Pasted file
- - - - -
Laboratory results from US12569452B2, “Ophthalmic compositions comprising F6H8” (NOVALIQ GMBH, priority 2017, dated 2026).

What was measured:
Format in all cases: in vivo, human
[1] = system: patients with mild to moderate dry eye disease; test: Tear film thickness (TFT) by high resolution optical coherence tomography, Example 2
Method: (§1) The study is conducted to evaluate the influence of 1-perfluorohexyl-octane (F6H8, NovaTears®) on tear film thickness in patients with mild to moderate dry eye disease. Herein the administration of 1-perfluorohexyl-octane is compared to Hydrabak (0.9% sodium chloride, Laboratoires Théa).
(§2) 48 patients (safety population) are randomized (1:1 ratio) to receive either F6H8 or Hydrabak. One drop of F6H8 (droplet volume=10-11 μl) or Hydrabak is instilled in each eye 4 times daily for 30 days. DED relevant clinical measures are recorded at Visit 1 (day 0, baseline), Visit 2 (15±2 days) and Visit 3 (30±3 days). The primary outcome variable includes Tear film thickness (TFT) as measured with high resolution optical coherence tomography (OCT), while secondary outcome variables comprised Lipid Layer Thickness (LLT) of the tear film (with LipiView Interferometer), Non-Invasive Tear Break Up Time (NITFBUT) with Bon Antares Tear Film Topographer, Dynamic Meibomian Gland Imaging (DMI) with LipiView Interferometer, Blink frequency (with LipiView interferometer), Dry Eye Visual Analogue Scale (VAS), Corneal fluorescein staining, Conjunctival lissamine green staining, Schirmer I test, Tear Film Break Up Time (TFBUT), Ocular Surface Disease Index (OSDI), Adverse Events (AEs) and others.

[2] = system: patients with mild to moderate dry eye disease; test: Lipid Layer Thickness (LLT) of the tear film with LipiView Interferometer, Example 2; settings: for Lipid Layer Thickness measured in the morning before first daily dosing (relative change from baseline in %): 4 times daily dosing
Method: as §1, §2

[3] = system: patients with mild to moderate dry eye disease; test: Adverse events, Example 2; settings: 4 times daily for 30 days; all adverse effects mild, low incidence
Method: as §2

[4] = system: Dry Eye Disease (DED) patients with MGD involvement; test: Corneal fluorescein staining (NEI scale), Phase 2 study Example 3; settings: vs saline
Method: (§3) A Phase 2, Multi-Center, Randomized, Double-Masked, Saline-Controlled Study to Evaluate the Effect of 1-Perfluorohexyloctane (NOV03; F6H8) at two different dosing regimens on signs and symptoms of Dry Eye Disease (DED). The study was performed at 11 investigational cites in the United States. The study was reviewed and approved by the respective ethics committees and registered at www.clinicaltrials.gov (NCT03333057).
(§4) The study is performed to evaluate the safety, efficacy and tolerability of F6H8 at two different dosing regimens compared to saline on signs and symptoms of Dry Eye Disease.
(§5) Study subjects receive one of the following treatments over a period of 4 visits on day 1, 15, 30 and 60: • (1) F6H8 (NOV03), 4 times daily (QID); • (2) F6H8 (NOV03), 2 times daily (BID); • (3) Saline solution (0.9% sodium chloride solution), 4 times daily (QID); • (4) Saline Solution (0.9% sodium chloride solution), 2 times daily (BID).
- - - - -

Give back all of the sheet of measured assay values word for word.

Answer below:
Laboratory results from US12569452B2, “Ophthalmic compositions comprising F6H8” (NOVALIQ GMBH, priority 2017, dated 2026).

What was measured:
Format in all cases: in vivo, human
[1] = system: patients with mild to moderate dry eye disease; test: Tear film thickness (TFT) by high resolution optical coherence tomography, Example 2
Method: (§1) The study is conducted to evaluate the influence of 1-perfluorohexyl-octane (F6H8, NovaTears®) on tear film thickness in patients with mild to moderate dry eye disease. Herein the administration of 1-perfluorohexyl-octane is compared to Hydrabak (0.9% sodium chloride, Laboratoires Théa).
(§2) 48 patients (safety population) are randomized (1:1 ratio) to receive either F6H8 or Hydrabak. One drop of F6H8 (droplet volume=10-11 μl) or Hydrabak is instilled in each eye 4 times daily for 30 days. DED relevant clinical measures are recorded at Visit 1 (day 0, baseline), Visit 2 (15±2 days) and Visit 3 (30±3 days). The primary outcome variable includes Tear film thickness (TFT) as measured with high resolution optical coherence tomography (OCT), while secondary outcome variables comprised Lipid Layer Thickness (LLT) of the tear film (with LipiView Interferometer), Non-Invasive Tear Break Up Time (NITFBUT) with Bon Antares Tear Film Topographer, Dynamic Meibomian Gland Imaging (DMI) with LipiView Interferometer, Blink frequency (with LipiView interferometer), Dry Eye Visual Analogue Scale (VAS), Corneal fluorescein staining, Conjunctival lissamine green staining, Schirmer I test, Tear Film Break Up Time (TFBUT), Ocular Surface Disease Index (OSDI), Adverse Events (AEs) and others.

[2] = system: patients with mild to moderate dry eye disease; test: Lipid Layer Thickness (LLT) of the tear film with LipiView Interferometer, Example 2; settings: for Lipid Layer Thickness measured in the morning before first daily dosing (relative change from baseline in %): 4 times daily dosing
Method: as §1, §2

[3] = system: patients with mild to moderate dry eye disease; test: Adverse events, Example 2; settings: 4 times daily for 30 days; all adverse effects mild, low incidence
Method: as §2

[4] = system: Dry Eye Disease (DED) patients with MGD involvement; test: Corneal fluorescein staining (NEI scale), Phase 2 study Example 3; settings: vs saline
Method: (§3) A Phase 2, Multi-Center, Randomized, Double-Masked, Saline-Controlled Study to Evaluate the Effect of 1-Perfluorohexyloctane (NOV03; F6H8) at two different dosing regimens on signs and symptoms of Dry Eye Disease (DED). The study was performed at 11 investigational cites in the United States. The study was reviewed and approved by the respective ethics committees and registered at www.clinicaltrials.gov (NCT03333057).
(§4) The study is performed to evaluate the safety, efficacy and tolerability of F6H8 at two different dosing regimens compared to saline on signs and symptoms of Dry Eye Disease.
(§5) Study subjects receive one of the following treatments over a period of 4 visits on day 1, 15, 30 and 60: • (1) F6H8 (NOV03), 4 times daily (QID); • (2) F6H8 (NOV03), 2 times daily (BID); • (3) Saline solution (0.9% sodium chloride solution), 4 times daily (QID); • (4) Saline Solution (0.9% sodium chloride solution), 2 times daily (BID).